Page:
There are a couple of ways you can configure RouterOS. There’s the web configuration interface. It’s a basic UI, but fully functional. There’s also a command line interface, which you can access through a terminal on the web interface itself, or through SSH, or in some devices, the serial console port. The final configuration interface is via a Windows program, Winbox (screenshot below), from MikroTik themselves, which works with all MikroTik products. There are some advantages of Winbox over SSH or web, which is that it can communicate with MikroTik devices using just Ethernet, without needing working IP. This is great when you’e mucked up your IP networking, but the physical Ethernet interface is still available.
With so many good things going on for RouterOS, I should mention that it has one big problem. I had already mentioned it earlier. MikroTik is hard to configure. It’s hard to master. I find myself struggling to figure out how to make various things work with my MikroTik routers. RouterOS does things differently from both consumer and enterprise networking equipment. To make matters worse, their documentation is not great at all. There’s just not enough documentation to commensurate the amount of things you can accomplish with RouterOS. The learning curve with this one is very steep.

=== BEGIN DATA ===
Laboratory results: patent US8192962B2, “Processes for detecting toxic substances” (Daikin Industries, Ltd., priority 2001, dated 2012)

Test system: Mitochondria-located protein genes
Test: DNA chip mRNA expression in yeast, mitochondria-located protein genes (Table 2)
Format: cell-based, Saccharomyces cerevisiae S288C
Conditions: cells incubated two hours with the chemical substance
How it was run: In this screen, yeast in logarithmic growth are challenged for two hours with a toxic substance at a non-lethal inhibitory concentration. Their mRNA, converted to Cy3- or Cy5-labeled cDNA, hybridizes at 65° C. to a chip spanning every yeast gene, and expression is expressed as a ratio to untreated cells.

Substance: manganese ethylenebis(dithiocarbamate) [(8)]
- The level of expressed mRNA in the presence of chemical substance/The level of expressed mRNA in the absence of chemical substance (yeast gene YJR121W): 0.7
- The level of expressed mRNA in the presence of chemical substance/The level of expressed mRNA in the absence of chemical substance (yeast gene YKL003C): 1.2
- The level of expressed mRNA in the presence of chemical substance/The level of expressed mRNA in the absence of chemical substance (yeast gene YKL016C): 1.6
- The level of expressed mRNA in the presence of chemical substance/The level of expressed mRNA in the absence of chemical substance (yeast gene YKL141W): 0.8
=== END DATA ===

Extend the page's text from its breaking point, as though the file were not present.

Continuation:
MikroTik has quite a varied range of products. Some are designed to be basic switches which run SwOS. Most are more capable router devices that run RouterOS. Some devices meant to be wireless antenna systems, but they are also capable devices which run RouterOS.
Many of MikroTik devices have PoE, either to be powered from it, or to deliver power, or both. You can even daisy chain PoE devices. In the below photo, for example, my hAP ac is powered by PoE, which in turn powers the attached hAP ac2 via PoE. The big brother RB4011iGS+5HacQ2HnD-IN supplies power to the hAP ac through PoE too.
The downside of their hardware is that they don’t have the most advanced and most cutting-edge Wi-Fi capabilities. For example, there is no WPA3 and no Wi-Fi 6 hardware available at this time.
Software is definitely MikroTik’s forte. If you are looking at setting up anything more advanced in your home network, MikroTik probably has the the most capable networking gear you can find at a price point that is still friendly to consumers. Just be prepared to spend some time to figure out how to get it to work.